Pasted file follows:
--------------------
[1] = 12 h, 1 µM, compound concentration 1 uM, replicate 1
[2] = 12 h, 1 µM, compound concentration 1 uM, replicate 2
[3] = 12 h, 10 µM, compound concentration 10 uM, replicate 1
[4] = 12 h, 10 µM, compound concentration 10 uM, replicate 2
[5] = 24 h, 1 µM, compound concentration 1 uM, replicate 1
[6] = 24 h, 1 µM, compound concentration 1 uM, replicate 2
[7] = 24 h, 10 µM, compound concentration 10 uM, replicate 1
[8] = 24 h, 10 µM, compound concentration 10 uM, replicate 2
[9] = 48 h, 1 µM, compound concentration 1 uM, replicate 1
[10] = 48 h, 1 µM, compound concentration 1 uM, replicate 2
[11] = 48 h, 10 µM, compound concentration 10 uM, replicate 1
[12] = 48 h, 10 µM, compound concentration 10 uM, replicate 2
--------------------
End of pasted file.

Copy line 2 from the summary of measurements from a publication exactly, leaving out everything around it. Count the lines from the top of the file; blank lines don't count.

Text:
[2] = 12 h, 1 µM, compound concentration 1 uM, replicate 2